New Life For Dallas' “Dead Man's Curve”

Straightening plans also remove a freeway

The so called "Dead Man's Curve" in Dallas would be straightened and The S.M Wright Freeway demolished in the latest plans from TxDOT. 

The notorious hairpin curve at the intersection on US 175 at Texas 310 has been the scene of dozens of accidents in the last five years.  A fuel tanker explosion in October 2008 closed the highway for months of repairs. 

Plans call for removing the sharp curve by connecting US 175 C.F. Hawn Freeway east of the curve directly to Interstate 45 to the west with the proposed Trinity Toll road. Then overpasses on the 175 S.M. Wright Freeway north of the curve would be torn down and the roadway transformed into a six-lane landscaped boulevard.
"An elevated highway always serves as a barrier in a neighborhood," said TxDOT spokesman Tony Hartzel. "By taking this down to a boulevard type option, you’re opening it up to a lot of potential."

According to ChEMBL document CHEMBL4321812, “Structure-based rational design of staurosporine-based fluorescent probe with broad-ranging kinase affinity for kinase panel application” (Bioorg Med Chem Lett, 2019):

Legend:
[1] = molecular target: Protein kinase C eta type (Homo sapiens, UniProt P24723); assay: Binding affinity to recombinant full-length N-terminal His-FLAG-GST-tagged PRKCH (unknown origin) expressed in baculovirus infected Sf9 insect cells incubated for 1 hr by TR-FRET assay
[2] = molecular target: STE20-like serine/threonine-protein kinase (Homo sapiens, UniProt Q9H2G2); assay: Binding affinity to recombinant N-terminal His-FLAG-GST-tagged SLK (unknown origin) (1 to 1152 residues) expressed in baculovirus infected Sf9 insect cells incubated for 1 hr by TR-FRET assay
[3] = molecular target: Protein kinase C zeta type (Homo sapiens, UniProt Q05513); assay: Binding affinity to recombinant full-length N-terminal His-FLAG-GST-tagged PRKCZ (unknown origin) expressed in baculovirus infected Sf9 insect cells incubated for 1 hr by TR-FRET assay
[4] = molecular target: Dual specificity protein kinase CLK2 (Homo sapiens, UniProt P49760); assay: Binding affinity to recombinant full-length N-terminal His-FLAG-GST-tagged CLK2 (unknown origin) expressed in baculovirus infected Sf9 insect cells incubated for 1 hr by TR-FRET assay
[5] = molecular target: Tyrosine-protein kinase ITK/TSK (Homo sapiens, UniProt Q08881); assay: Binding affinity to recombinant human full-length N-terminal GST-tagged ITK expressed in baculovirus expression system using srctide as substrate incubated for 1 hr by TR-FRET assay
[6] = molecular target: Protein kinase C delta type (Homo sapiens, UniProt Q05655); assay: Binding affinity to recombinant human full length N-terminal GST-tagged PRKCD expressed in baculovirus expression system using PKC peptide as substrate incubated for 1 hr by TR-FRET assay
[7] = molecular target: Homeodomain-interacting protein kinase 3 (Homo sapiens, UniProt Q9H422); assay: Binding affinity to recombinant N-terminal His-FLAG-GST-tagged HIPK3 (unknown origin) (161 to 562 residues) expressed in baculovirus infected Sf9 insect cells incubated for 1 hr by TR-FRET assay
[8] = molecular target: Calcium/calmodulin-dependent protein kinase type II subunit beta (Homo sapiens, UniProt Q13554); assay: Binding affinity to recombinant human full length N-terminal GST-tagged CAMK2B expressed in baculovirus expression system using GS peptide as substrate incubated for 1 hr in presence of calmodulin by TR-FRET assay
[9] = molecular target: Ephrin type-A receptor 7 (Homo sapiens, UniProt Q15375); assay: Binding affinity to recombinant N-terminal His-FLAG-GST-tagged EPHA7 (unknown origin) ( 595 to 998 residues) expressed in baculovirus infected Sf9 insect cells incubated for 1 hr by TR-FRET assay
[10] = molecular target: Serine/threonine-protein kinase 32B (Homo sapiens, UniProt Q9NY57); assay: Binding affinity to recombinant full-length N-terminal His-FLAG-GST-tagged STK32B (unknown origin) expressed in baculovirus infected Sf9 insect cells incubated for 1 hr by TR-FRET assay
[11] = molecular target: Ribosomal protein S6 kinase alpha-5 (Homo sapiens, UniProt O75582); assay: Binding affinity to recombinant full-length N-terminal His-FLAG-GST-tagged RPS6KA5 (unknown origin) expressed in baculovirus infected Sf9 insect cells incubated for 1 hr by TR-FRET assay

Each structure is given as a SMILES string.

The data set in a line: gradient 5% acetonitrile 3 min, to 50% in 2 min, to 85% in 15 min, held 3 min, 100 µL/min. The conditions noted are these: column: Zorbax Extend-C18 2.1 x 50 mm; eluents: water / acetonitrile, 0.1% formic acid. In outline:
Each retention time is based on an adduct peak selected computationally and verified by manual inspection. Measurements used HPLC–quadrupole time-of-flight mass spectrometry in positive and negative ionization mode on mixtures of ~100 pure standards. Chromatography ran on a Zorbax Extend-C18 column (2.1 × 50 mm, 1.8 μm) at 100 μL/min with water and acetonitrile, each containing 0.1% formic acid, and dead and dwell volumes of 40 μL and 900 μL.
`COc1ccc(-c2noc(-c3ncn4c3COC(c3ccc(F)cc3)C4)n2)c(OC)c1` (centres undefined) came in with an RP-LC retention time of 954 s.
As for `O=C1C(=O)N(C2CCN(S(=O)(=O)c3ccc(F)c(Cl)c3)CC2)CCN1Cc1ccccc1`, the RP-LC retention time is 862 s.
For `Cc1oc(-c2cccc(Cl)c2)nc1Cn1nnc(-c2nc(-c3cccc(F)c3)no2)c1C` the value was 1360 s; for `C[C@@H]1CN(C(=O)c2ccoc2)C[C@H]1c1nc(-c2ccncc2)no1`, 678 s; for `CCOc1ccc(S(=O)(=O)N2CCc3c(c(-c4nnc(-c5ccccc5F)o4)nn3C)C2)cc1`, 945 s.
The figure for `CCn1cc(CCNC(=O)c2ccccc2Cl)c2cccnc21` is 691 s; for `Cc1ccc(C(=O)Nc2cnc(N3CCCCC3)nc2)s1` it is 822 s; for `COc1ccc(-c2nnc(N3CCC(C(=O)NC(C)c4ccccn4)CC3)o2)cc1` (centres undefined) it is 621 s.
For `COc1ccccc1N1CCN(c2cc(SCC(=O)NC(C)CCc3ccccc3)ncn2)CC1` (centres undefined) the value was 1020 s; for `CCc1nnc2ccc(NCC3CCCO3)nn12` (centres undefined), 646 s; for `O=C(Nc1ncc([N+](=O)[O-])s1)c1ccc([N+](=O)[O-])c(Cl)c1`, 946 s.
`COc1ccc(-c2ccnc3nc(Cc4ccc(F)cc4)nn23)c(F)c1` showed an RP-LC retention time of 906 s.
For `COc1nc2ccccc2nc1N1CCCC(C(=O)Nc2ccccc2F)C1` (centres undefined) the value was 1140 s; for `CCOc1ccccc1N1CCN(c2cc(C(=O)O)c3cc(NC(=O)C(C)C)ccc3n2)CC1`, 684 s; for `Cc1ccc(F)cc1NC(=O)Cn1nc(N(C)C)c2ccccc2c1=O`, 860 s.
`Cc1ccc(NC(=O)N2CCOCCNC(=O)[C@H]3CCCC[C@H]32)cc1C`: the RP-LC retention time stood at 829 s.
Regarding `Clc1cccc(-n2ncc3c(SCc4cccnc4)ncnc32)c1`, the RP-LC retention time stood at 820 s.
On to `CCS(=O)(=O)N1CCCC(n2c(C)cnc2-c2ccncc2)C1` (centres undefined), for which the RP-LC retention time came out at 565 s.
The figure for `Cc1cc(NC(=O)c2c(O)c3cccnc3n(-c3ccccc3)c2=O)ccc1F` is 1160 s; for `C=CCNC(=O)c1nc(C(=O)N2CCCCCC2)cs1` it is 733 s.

But the plan depends on construction of the controversial Trinity toll road which faces hurdles of its own.  Most of the toll road path is inside the Trinity River levees which were recently rated "unacceptable" by the federal government.  But the segment required to connect 175 with Interestate 45 is outside the levees. 

TxDOT is trying to separate that segment to straighten 175 faster, Hartzel said. 

“The hope is that it could be completed sooner and opened sooner than the rest of the parkway,” he said. 

Neighbors who saw the plans Friday were pleased.

“It would make it look better anyway,” said Tommy Elmore. “And you know how dangerous Dead Man's Curve is.”

The state will hold a public hearing April 28th to take neighborhood input on the plans.

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